Monday, December 17, 2007

Google This

At the end of the year, people inevitably start thinking about how they are going to live life better in the next. We read round-up lists, summarizing the year in closing, and make resolutions for the upcoming one.

I started thinking about this little online project. I started it in a state of profound pain. I had finally realized that I was going to file for divorce and end a life than I had known for over a decade. Every breakup sucks out loud and I knew mine wasn't particularly brutal or vicious, but it was my heartache. I went to therapy and it was truly helpful, if not just a little soul-shaking, but I came to realize that what I was doing in that $150 hour each week was just fucking talking about it - and other shit rattling around in my head. I came to realize that if I took the time to actually write out some of those thoughts, I might save on therapy.

Turns out, that was true. I think I am up at least two grand.

Over the year and half that I have written here, I have fleshed out a lot of thoughts, and also written about truly insipid and mundane things. I have never written this for any audience or feedback, but have been grateful and touched by the friends who occasionally leave a comment. I am, of course, aware that this is the internet and this little journal is accessible to anyone who types the right keywords. That doesn't really bother me in any meaningful sense, as these thoughts and words only have value in context. This journal is only personal if you know me personally. Although I occasionally write about things that could hurt or embarrass people who know me personally, I usually try to keep it about me and my thoughts. I have also tried to edit myself with a mind towards the semi-public nature of blogs, mindful that at any point, I could find myself on the business end of a much more public examination of the words I have written.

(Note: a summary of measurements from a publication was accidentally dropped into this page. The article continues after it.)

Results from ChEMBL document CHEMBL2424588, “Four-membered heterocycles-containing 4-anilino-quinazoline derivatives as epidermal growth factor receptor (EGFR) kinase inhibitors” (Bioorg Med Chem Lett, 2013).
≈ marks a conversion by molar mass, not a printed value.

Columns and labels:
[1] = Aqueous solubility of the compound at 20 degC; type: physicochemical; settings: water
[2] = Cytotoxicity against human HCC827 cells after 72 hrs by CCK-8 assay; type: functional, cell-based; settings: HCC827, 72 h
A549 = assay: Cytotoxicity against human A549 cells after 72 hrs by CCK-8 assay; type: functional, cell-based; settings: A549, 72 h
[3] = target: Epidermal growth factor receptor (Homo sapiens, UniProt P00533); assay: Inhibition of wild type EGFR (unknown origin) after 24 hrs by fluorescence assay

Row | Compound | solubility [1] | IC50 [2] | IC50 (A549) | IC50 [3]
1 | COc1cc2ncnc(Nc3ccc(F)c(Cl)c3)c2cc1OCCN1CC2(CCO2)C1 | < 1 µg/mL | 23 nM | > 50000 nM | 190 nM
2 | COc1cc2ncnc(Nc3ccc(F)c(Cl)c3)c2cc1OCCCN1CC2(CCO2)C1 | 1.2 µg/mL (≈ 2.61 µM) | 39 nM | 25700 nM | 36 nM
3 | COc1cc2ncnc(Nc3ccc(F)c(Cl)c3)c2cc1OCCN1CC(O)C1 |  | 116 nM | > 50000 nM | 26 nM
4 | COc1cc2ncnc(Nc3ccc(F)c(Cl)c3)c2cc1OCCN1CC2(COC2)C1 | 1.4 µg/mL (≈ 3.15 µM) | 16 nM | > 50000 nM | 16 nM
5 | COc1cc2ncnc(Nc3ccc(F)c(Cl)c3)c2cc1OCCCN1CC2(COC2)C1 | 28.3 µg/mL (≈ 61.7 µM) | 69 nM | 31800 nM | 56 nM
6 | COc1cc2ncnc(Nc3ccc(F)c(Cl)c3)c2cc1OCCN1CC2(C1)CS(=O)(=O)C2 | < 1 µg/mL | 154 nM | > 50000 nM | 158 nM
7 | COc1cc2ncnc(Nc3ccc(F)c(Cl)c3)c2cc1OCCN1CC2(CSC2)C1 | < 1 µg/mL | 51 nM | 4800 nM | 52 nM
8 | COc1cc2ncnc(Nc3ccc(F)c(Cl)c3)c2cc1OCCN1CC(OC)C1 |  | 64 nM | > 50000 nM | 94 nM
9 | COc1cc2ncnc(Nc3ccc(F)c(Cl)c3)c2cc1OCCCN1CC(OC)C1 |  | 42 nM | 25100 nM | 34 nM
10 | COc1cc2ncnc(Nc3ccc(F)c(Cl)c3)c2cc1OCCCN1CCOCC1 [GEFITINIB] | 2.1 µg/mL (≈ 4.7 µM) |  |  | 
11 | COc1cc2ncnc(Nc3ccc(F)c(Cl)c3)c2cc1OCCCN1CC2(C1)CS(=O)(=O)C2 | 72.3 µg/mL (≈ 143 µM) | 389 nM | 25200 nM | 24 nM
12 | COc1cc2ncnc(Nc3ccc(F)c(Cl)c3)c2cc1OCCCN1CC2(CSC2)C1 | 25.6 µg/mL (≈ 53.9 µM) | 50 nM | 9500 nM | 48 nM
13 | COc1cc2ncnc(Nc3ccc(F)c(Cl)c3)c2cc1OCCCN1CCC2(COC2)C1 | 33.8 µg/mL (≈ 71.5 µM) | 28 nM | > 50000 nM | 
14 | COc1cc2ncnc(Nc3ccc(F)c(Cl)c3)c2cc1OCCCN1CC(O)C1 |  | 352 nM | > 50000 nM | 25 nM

Why the introspection? I read another person's blog today - someone I have never met in person, but have corresponded with occasionally over the past year. She never told me about her blog and I never sought it out, but it was somewhat publicly revealed, and I followed it down the rabbit hole. She, like me, considered her blog quasi-private - yes, easily accessible, but you had to know where to look, and she considered it her little secret. I knew some of her more personal issues, although I was always careful to let her tell me, rather than ask.

She is a real writer and a good one at that, and having some context to her words, I felt strangely empathetic and like a voyeur. Empathetic because we both were dealing with the emotional fallout of breakups, and like a voyeur because I wasn't sure I was supposed to be reading it. We aren't close friends, just occasional email buddies, and I sort of felt like I had secretly read her diary. I had more context that the other people who stumbled across it and that made me feel guilty as I read her written thoughts. I almost wanted to apologize to her for reading something so private, but then again, how private is writing a blog on the internet? Not hardly.

She sent me an email today and actually apologized to me for not telling me about it. I couldn't believe it. She doesn't know about this little corner of my internet and, truthfully, what the hell would it matter? That kind of gave way to a larger picture for me and I realized that I am not ashamed of anything I have written here, even if some of it is melodramatic and immature. I haven't embarked on any character assassinations or skewered my boss or defamed anyone, although I suspect my soon-to-be ex wouldn't be particularly pleased with his portrayal here. If nothing else, this is just an experiment of sorts - an electronic document of where I have been. Yes, it is sometimes profoundly personal and other times remarkably dull, but it is mine and I own every goddamn word.

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